Bird flu is proliferating in Finland and has begun spread from birds to mammals, say health wildlife officials.
So far, the disease has been diagnosed in two foxes, one otter and one lynx.
The worst outbreak of avian influenza so far was last year in in Janakkala, southwest Finland, where thousands of farmed pheasants with the infection had to be culled.
The Finnish Food Agency has found the highly pathogenic H5N1 and H5N8 viruses in wild bird samples.
Infections were found in nearly 70 wild birds last year, ranging from eagles and owls to various kinds of geese and swans. Most cases have been found along the south coast.
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So far this year, 11 cases have been confirmed in birds from Hanko in southernmost Finland to Posio in Lapland. However the actual number of cases is likely far higher.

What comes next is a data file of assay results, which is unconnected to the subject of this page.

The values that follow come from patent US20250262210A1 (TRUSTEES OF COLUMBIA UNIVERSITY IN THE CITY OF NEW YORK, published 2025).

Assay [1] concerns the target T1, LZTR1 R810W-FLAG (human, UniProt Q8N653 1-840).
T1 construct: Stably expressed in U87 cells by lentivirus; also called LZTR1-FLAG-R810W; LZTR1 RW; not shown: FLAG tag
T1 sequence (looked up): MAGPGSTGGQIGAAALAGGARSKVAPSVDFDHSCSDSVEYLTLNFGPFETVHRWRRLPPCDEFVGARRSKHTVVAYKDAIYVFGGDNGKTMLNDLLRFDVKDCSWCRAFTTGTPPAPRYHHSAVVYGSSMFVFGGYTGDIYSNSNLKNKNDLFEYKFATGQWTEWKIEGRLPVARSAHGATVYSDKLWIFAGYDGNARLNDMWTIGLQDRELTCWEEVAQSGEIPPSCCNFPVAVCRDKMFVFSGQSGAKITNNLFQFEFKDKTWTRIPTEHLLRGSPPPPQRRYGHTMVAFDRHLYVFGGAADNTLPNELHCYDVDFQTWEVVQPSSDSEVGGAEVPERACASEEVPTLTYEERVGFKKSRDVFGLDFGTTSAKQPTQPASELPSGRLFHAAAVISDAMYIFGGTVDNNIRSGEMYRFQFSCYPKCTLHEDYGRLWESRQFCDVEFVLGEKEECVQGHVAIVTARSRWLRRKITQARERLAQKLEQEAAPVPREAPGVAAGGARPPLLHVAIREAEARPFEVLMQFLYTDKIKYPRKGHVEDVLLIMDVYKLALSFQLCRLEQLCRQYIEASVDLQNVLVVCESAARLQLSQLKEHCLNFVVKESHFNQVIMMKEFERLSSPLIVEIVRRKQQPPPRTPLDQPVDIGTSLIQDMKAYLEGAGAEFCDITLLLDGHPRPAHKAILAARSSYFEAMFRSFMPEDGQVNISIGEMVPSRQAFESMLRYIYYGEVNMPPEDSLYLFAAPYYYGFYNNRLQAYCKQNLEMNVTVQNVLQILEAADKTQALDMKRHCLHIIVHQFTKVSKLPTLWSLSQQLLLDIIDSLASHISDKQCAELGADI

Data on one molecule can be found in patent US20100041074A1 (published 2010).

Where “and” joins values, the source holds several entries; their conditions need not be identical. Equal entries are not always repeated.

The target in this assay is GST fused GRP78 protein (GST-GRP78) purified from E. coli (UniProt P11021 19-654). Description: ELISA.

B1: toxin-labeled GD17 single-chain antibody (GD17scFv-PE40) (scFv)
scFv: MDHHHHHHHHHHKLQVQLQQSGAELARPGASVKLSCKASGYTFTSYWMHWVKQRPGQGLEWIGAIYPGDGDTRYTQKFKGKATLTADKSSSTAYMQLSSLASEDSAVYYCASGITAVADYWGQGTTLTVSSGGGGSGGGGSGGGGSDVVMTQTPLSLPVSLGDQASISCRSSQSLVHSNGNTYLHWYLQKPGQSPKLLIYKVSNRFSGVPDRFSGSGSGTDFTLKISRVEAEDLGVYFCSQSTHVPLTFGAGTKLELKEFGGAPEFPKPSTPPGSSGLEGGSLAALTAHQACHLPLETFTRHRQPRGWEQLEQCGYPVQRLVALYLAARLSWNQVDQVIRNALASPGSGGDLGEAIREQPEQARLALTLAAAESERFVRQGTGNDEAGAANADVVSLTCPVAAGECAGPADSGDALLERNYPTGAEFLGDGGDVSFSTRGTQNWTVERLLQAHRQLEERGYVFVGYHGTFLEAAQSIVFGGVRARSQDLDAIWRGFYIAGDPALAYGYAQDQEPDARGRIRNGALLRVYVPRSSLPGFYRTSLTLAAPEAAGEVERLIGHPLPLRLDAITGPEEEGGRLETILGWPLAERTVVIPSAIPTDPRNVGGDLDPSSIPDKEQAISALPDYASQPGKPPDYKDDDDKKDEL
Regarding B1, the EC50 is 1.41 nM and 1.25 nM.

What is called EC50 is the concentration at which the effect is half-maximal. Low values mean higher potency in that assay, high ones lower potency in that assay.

According to Teemu Lehtiniemi, Director of Conservation and Research at Bird Life Finland, the number of avian influenza infections in Finland is considerably higher than the statistics indicate.
"The cases noted are just the tip of the iceberg. They are based on carcasses found by humans and sent in to be analysed," he noted.
According to Lehtiniemi, the majority of Finnish cases concern carcasses of large species such as swan, geese and birds of prey, as these are more likely to be submitted for testing. Smaller birds are not usually given the same attention.
"Most dead birds go unnoticed by humans and soon disappear into the mouths of predators and carnivores," he said.
The Food Agency warns people not to touch any wild birds, dead or alive, as the virus can infect humans in some rare cases. The UK reported its first such case last year. Pets should also be kept away from sick or dead birds or other animals, health officials say.